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December 19: Supercentenarians

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A supercentenarian is a person who lives to be at least 110 years old. Once a rarity, the number of supercentenarians has grown steadily, and North Dakota has had its fair share.

On this date in 1988 Katherine Misialek turned 111 years old. Katherine was born in 1877 in Jaslo, Poland. She immigrated to the United States in 1902 and married Andrew Misialek in 1903 in St. Stanislaus Catholic Church in Warsaw, ND. They farmed in Minto, Drayton, St. Thomas, and Auburn, before retiring in Grafton. The couple had 11 children, 9 of whom survived to adulthood. Andrew died at 70 in 1946. Katherine lived with one of her daughters until she was 107, when she moved into Lutheran Sunset Home in Grafton. She enjoyed crocheting, embroidering, and watching General Hospital. When asked how she lived so long, she simply replied, “hard work.” She died on November 11, 1989, only a month before her 112th birthday.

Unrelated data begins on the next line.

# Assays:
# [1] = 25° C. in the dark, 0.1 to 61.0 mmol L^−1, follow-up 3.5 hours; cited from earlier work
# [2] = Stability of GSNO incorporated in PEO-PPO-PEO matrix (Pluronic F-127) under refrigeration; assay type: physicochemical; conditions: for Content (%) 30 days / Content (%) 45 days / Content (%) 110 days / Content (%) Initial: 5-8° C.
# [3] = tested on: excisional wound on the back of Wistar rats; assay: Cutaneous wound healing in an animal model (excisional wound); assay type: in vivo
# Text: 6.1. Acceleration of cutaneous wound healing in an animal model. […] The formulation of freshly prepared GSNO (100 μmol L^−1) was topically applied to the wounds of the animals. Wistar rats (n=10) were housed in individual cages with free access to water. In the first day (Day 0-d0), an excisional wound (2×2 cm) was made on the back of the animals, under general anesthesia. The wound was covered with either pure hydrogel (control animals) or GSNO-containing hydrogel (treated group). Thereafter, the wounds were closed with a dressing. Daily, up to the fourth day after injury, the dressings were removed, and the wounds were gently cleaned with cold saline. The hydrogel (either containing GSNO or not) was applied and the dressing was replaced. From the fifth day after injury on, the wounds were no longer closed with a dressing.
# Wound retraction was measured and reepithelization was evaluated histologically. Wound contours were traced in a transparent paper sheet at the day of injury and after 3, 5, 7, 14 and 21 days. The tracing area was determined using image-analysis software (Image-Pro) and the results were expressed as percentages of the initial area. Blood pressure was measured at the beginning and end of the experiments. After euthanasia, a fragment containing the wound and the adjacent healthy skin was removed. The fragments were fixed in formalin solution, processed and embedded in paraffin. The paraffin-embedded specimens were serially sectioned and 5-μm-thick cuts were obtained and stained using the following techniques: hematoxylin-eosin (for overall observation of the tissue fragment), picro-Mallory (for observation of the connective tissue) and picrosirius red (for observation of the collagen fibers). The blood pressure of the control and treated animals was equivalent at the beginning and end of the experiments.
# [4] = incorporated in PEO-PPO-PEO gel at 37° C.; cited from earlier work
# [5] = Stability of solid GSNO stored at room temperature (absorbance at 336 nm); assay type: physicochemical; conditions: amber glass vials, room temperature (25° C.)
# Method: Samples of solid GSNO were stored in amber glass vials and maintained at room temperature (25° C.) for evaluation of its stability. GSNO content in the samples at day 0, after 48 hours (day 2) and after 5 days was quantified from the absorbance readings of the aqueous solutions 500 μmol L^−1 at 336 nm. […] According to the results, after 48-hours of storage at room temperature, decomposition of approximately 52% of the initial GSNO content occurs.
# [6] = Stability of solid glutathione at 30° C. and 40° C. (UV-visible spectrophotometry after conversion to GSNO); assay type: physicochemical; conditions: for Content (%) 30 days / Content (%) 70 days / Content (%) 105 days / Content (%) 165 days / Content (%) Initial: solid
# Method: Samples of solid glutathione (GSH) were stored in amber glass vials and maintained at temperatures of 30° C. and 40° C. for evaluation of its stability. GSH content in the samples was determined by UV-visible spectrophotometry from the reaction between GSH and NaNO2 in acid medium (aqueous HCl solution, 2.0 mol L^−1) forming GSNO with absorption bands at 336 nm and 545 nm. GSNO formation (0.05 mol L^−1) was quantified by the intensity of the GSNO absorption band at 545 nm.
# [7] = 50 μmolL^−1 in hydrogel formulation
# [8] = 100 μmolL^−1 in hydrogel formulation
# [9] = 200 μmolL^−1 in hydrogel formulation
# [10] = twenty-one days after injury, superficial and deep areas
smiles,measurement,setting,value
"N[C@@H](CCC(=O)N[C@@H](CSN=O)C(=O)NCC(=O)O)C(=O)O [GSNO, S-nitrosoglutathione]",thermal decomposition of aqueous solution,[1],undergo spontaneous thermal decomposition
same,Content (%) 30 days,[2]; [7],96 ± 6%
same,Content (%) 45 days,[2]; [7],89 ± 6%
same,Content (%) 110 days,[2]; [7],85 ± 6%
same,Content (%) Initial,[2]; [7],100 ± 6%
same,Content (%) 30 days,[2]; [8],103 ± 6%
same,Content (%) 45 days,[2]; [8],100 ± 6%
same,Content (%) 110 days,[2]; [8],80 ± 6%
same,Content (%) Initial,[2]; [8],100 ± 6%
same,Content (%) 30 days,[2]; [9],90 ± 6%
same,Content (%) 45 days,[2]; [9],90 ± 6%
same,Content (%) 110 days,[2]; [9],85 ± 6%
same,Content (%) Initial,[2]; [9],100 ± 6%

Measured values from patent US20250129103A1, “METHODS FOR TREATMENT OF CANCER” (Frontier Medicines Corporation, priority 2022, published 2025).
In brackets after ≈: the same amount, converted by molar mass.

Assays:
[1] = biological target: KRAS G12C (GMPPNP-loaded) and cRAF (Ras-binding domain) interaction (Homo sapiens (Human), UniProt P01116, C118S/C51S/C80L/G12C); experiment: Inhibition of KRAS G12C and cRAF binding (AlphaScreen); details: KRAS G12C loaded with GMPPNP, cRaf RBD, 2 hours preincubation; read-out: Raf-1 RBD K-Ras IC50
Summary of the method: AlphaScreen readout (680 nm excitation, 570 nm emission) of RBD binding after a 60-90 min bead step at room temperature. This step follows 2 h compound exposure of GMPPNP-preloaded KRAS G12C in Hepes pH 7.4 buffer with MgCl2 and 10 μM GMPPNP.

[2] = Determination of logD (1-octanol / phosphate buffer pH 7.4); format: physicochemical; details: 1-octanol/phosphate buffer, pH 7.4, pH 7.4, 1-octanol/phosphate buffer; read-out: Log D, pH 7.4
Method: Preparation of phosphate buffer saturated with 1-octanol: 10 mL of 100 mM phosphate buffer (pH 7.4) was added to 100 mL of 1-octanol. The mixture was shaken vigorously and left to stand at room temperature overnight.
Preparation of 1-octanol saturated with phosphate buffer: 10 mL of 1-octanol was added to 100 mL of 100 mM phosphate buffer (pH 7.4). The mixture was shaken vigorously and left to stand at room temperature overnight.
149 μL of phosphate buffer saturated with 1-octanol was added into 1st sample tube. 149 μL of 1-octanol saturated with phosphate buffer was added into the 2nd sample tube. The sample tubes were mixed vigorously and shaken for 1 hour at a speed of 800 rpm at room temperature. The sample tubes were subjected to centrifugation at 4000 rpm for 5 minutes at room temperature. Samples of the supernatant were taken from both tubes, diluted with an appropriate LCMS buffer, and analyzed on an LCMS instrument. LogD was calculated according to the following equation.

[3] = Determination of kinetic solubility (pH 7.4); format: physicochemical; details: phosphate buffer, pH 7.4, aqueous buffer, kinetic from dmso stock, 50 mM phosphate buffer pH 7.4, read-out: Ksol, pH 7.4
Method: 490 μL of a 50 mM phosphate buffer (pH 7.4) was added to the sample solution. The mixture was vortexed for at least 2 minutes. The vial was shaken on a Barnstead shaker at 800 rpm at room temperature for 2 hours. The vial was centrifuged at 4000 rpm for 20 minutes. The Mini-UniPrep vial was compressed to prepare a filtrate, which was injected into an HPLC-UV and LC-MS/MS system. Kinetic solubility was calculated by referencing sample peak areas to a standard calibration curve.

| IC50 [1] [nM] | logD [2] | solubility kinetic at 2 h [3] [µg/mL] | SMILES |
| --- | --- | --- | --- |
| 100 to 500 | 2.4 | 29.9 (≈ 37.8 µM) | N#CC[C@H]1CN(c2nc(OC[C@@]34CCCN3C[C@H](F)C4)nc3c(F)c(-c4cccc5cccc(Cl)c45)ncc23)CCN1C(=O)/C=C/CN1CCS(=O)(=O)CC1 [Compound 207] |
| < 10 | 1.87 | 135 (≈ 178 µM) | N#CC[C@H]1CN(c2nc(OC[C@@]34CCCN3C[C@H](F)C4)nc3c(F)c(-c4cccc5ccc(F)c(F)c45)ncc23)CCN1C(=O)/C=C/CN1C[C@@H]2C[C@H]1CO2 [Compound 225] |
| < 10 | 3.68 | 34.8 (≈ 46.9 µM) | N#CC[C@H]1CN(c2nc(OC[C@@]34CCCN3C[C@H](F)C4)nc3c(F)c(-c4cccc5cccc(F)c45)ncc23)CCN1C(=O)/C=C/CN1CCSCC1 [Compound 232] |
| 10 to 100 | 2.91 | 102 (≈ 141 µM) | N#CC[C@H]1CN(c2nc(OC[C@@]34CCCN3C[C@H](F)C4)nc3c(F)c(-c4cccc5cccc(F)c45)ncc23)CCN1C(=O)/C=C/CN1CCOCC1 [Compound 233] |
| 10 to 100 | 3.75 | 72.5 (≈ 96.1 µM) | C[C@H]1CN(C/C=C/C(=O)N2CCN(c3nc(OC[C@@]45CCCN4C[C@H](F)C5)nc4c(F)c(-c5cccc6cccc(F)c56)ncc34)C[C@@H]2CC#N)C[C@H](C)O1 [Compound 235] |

Coincidentally, as of 2022, the oldest living person in North Dakota lives in the same nursing home that Katherine Misialek lived in. Clarabell Demers turned 112 years old on November 3, 2022. She was born in 1910 near Oakwood. She married Frederick Demers in 1930 and farmed with him until 1944. They purchased a building and refurbished it into JR’s Bar, which she ran with her husband until his death in 1979. She claims that drinking 4 ounces of wine a day helps with her longevity. Clarabell has 3 children, 19 grandchildren, 35 great-grandchildren, and 14 great-great-grandchildren.

The oldest living North Dakotan ever was Iris Westman, who died at age 115 on January 3, 2021, in Northwood. She was born in 1905 in Aneta.

Dakota Datebook by Trista Raezer-Stursa


Dakota Datebook is made in partnership with the State Historical Society of North Dakota, and funded by Humanities North Dakota, a nonprofit, independent state partner of the National Endowment for the Humanities.

Any views, findings, conclusions, or recommendations expressed in the program do not necessarily reflect those of Humanities North Dakota or the National Endowment for the Humanities.

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